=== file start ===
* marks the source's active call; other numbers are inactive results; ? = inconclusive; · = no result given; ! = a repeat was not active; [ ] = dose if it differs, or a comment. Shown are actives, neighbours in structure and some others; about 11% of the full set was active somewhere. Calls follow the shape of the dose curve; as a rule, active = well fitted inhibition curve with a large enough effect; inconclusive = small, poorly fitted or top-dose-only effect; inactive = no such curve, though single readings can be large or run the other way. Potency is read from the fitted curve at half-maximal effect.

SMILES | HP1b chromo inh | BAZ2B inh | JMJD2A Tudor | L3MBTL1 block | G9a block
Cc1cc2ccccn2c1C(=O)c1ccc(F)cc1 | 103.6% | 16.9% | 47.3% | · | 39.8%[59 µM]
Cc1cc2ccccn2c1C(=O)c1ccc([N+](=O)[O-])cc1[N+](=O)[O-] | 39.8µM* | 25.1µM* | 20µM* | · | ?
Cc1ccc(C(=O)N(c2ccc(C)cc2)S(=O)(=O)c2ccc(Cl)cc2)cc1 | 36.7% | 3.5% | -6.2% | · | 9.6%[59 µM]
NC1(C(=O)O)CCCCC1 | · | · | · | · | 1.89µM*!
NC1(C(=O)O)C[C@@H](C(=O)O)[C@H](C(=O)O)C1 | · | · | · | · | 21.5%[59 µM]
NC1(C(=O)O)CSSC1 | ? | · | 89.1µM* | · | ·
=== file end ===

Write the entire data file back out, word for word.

* marks the source's active call; other numbers are inactive results; ? = inconclusive; · = no result given; ! = a repeat was not active; [ ] = dose if it differs, or a comment. Shown are actives, neighbours in structure and some others; about 11% of the full set was active somewhere. Calls follow the shape of the dose curve; as a rule, active = well fitted inhibition curve with a large enough effect; inconclusive = small, poorly fitted or top-dose-only effect; inactive = no such curve, though single readings can be large or run the other way. Potency is read from the fitted curve at half-maximal effect.

SMILES | HP1b chromo inh | BAZ2B inh | JMJD2A Tudor | L3MBTL1 block | G9a block
Cc1cc2ccccn2c1C(=O)c1ccc(F)cc1 | 103.6% | 16.9% | 47.3% | · | 39.8%[59 µM]
Cc1cc2ccccn2c1C(=O)c1ccc([N+](=O)[O-])cc1[N+](=O)[O-] | 39.8µM* | 25.1µM* | 20µM* | · | ?
Cc1ccc(C(=O)N(c2ccc(C)cc2)S(=O)(=O)c2ccc(Cl)cc2)cc1 | 36.7% | 3.5% | -6.2% | · | 9.6%[59 µM]
NC1(C(=O)O)CCCCC1 | · | · | · | · | 1.89µM*!
NC1(C(=O)O)C[C@@H](C(=O)O)[C@H](C(=O)O)C1 | · | · | · | · | 21.5%[59 µM]
NC1(C(=O)O)CSSC1 | ? | · | 89.1µM* | · | ·